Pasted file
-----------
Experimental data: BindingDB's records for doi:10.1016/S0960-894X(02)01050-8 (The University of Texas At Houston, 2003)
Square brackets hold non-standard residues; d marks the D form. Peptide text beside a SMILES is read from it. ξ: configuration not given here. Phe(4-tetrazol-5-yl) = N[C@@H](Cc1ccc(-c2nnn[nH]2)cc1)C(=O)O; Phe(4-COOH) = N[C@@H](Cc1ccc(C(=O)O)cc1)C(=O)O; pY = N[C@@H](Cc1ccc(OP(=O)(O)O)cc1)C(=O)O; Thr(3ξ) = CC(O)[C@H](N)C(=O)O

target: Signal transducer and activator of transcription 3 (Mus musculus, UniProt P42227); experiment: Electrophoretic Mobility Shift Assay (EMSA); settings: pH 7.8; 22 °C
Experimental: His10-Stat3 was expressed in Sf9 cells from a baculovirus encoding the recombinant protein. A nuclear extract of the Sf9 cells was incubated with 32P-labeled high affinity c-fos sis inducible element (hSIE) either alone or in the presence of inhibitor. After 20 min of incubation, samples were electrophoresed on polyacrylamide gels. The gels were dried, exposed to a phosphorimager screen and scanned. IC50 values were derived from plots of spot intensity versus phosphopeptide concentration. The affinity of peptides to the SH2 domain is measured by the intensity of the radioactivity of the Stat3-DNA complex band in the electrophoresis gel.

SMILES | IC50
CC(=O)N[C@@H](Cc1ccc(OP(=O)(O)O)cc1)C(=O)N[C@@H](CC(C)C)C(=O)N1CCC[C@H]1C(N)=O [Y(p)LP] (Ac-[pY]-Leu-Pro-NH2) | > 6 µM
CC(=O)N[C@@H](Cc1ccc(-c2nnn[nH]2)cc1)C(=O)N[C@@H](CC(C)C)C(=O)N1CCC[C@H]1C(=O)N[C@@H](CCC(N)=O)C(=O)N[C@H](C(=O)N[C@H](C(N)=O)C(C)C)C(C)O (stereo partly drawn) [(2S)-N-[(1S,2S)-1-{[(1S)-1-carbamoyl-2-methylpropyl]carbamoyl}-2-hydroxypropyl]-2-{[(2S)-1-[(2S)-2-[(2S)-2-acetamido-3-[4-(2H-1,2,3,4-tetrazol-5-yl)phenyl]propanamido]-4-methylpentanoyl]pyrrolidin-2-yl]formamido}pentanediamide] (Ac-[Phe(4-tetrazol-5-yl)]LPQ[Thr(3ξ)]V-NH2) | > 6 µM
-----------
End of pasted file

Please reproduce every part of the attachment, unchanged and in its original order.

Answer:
Experimental data: BindingDB's records for doi:10.1016/S0960-894X(02)01050-8 (The University of Texas At Houston, 2003)
Square brackets hold non-standard residues; d marks the D form. Peptide text beside a SMILES is read from it. ξ: configuration not given here. Phe(4-tetrazol-5-yl) = N[C@@H](Cc1ccc(-c2nnn[nH]2)cc1)C(=O)O; Phe(4-COOH) = N[C@@H](Cc1ccc(C(=O)O)cc1)C(=O)O; pY = N[C@@H](Cc1ccc(OP(=O)(O)O)cc1)C(=O)O; Thr(3ξ) = CC(O)[C@H](N)C(=O)O

target: Signal transducer and activator of transcription 3 (Mus musculus, UniProt P42227); experiment: Electrophoretic Mobility Shift Assay (EMSA); settings: pH 7.8; 22 °C
Experimental: His10-Stat3 was expressed in Sf9 cells from a baculovirus encoding the recombinant protein. A nuclear extract of the Sf9 cells was incubated with 32P-labeled high affinity c-fos sis inducible element (hSIE) either alone or in the presence of inhibitor. After 20 min of incubation, samples were electrophoresed on polyacrylamide gels. The gels were dried, exposed to a phosphorimager screen and scanned. IC50 values were derived from plots of spot intensity versus phosphopeptide concentration. The affinity of peptides to the SH2 domain is measured by the intensity of the radioactivity of the Stat3-DNA complex band in the electrophoresis gel.

SMILES | IC50
CC(=O)N[C@@H](Cc1ccc(OP(=O)(O)O)cc1)C(=O)N[C@@H](CC(C)C)C(=O)N1CCC[C@H]1C(N)=O [Y(p)LP] (Ac-[pY]-Leu-Pro-NH2) | > 6 µM
CC(=O)N[C@@H](Cc1ccc(-c2nnn[nH]2)cc1)C(=O)N[C@@H](CC(C)C)C(=O)N1CCC[C@H]1C(=O)N[C@@H](CCC(N)=O)C(=O)N[C@H](C(=O)N[C@H](C(N)=O)C(C)C)C(C)O (stereo partly drawn) [(2S)-N-[(1S,2S)-1-{[(1S)-1-carbamoyl-2-methylpropyl]carbamoyl}-2-hydroxypropyl]-2-{[(2S)-1-[(2S)-2-[(2S)-2-acetamido-3-[4-(2H-1,2,3,4-tetrazol-5-yl)phenyl]propanamido]-4-methylpentanoyl]pyrrolidin-2-yl]formamido}pentanediamide] (Ac-[Phe(4-tetrazol-5-yl)]LPQ[Thr(3ξ)]V-NH2) | > 6 µM